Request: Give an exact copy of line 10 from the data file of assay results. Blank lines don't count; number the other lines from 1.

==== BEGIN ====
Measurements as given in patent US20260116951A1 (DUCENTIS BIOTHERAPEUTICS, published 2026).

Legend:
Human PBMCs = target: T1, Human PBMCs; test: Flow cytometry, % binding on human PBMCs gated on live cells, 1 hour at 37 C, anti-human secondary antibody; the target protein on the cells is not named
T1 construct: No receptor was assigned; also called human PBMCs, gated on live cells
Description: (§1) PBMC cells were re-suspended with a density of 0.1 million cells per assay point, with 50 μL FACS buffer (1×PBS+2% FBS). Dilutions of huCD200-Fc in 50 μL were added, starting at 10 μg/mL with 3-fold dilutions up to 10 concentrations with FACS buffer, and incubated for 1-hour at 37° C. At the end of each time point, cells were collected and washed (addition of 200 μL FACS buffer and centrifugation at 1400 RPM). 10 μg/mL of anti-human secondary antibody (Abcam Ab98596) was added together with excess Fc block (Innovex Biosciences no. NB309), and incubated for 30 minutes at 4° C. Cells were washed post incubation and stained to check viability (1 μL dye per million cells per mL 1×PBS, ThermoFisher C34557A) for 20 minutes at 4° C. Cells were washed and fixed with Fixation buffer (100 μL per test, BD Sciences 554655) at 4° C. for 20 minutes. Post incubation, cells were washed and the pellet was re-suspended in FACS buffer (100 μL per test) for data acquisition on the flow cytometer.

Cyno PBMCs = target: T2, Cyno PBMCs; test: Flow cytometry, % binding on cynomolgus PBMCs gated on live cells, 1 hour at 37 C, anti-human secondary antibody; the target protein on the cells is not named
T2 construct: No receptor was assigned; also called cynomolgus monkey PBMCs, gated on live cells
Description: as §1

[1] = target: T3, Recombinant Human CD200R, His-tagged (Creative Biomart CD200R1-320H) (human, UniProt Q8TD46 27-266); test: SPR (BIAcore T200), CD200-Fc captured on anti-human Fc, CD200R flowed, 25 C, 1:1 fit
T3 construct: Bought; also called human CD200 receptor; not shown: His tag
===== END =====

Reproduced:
T3 construct: Bought; also called human CD200 receptor; not shown: His tag